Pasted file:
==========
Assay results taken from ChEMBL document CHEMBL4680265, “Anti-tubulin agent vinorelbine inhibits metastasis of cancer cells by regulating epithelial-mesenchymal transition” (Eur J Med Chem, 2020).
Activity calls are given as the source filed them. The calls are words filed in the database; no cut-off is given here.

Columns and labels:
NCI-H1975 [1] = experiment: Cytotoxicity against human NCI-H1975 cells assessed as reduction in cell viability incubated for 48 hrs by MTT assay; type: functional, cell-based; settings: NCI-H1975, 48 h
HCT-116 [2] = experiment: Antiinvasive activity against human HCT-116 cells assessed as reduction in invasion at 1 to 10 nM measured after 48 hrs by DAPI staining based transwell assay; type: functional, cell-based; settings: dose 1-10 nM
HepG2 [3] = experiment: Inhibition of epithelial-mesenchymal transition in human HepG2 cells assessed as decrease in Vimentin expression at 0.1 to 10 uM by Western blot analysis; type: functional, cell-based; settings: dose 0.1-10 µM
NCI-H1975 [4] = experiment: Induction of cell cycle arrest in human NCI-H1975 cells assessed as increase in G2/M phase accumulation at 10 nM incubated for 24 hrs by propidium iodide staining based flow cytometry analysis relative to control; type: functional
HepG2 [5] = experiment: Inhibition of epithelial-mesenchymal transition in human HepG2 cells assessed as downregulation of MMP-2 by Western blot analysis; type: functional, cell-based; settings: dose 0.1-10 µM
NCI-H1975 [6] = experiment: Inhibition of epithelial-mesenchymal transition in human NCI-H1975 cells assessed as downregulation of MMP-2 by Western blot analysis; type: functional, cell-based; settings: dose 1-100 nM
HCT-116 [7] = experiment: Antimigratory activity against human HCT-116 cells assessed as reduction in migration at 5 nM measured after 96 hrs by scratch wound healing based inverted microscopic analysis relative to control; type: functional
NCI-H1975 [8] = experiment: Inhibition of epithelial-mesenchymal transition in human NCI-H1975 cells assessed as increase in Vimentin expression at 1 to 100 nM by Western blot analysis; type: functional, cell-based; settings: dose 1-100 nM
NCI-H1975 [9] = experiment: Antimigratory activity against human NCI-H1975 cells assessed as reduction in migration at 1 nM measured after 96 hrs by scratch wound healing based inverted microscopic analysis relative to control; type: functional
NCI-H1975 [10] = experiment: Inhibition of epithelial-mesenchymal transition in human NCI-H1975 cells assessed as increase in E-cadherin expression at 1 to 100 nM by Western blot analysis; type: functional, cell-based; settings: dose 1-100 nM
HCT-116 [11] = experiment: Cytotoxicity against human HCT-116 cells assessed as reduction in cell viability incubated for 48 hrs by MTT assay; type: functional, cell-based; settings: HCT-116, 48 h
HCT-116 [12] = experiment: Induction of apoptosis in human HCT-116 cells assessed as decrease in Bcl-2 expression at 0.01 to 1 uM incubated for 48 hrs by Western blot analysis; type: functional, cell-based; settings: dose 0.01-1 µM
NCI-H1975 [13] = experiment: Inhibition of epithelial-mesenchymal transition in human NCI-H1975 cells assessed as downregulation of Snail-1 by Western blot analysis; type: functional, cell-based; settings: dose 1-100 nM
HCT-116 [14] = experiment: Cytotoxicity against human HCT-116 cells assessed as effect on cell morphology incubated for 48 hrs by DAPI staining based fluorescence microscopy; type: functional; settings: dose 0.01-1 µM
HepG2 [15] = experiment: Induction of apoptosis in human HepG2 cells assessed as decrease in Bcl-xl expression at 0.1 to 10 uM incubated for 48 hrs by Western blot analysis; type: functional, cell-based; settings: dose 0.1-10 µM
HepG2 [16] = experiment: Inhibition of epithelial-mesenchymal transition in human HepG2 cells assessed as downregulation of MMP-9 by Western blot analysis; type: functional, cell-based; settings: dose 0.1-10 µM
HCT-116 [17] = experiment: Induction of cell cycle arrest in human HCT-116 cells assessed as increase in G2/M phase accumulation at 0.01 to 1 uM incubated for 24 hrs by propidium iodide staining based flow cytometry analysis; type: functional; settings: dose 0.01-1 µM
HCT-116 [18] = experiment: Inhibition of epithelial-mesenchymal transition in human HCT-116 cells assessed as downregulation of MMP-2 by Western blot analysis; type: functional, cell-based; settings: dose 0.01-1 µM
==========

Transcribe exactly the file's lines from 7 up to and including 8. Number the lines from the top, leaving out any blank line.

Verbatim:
NCI-H1975 [4] = experiment: Induction of cell cycle arrest in human NCI-H1975 cells assessed as increase in G2/M phase accumulation at 10 nM incubated for 24 hrs by propidium iodide staining based flow cytometry analysis relative to control; type: functional
HepG2 [5] = experiment: Inhibition of epithelial-mesenchymal transition in human HepG2 cells assessed as downregulation of MMP-2 by Western blot analysis; type: functional, cell-based; settings: dose 0.1-10 µM